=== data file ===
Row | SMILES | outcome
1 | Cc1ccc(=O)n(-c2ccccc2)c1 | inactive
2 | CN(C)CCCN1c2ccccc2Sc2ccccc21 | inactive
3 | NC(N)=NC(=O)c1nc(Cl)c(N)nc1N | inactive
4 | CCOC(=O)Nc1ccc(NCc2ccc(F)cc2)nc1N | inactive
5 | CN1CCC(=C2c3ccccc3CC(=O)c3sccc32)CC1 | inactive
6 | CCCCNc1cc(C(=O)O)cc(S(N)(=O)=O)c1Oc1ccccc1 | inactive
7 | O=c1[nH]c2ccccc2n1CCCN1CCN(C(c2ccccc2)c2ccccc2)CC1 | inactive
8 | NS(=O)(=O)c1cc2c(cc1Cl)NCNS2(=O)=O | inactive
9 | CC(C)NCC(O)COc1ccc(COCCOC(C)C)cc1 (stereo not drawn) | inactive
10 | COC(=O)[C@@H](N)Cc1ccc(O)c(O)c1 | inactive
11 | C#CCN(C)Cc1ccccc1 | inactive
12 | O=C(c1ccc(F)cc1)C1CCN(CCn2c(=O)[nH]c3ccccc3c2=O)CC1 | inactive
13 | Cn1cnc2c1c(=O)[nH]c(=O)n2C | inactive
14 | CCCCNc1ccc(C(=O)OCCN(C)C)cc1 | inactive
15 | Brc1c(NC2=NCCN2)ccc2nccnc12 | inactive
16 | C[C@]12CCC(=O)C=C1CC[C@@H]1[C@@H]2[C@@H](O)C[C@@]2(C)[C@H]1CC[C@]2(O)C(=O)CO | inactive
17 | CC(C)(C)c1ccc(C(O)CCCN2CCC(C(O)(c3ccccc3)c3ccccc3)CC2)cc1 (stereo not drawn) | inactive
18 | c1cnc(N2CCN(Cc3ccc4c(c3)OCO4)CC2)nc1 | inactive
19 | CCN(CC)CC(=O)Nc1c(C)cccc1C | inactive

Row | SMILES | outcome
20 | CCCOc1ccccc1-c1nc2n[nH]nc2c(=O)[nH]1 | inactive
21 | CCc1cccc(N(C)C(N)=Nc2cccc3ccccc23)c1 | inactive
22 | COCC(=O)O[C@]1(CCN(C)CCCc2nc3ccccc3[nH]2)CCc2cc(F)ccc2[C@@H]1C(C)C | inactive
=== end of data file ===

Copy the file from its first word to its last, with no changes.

Row | SMILES | outcome
1 | Cc1ccc(=O)n(-c2ccccc2)c1 | inactive
2 | CN(C)CCCN1c2ccccc2Sc2ccccc21 | inactive
3 | NC(N)=NC(=O)c1nc(Cl)c(N)nc1N | inactive
4 | CCOC(=O)Nc1ccc(NCc2ccc(F)cc2)nc1N | inactive
5 | CN1CCC(=C2c3ccccc3CC(=O)c3sccc32)CC1 | inactive
6 | CCCCNc1cc(C(=O)O)cc(S(N)(=O)=O)c1Oc1ccccc1 | inactive
7 | O=c1[nH]c2ccccc2n1CCCN1CCN(C(c2ccccc2)c2ccccc2)CC1 | inactive
8 | NS(=O)(=O)c1cc2c(cc1Cl)NCNS2(=O)=O | inactive
9 | CC(C)NCC(O)COc1ccc(COCCOC(C)C)cc1 (stereo not drawn) | inactive
10 | COC(=O)[C@@H](N)Cc1ccc(O)c(O)c1 | inactive
11 | C#CCN(C)Cc1ccccc1 | inactive
12 | O=C(c1ccc(F)cc1)C1CCN(CCn2c(=O)[nH]c3ccccc3c2=O)CC1 | inactive
13 | Cn1cnc2c1c(=O)[nH]c(=O)n2C | inactive
14 | CCCCNc1ccc(C(=O)OCCN(C)C)cc1 | inactive
15 | Brc1c(NC2=NCCN2)ccc2nccnc12 | inactive
16 | C[C@]12CCC(=O)C=C1CC[C@@H]1[C@@H]2[C@@H](O)C[C@@]2(C)[C@H]1CC[C@]2(O)C(=O)CO | inactive
17 | CC(C)(C)c1ccc(C(O)CCCN2CCC(C(O)(c3ccccc3)c3ccccc3)CC2)cc1 (stereo not drawn) | inactive
18 | c1cnc(N2CCN(Cc3ccc4c(c3)OCO4)CC2)nc1 | inactive
19 | CCN(CC)CC(=O)Nc1c(C)cccc1C | inactive

Row | SMILES | outcome
20 | CCCOc1ccccc1-c1nc2n[nH]nc2c(=O)[nH]1 | inactive
21 | CCc1cccc(N(C)C(N)=Nc2cccc3ccccc23)c1 | inactive
22 | COCC(=O)O[C@]1(CCN(C)CCCc2nc3ccccc3[nH]2)CCc2cc(F)ccc2[C@@H]1C(C)C | inactive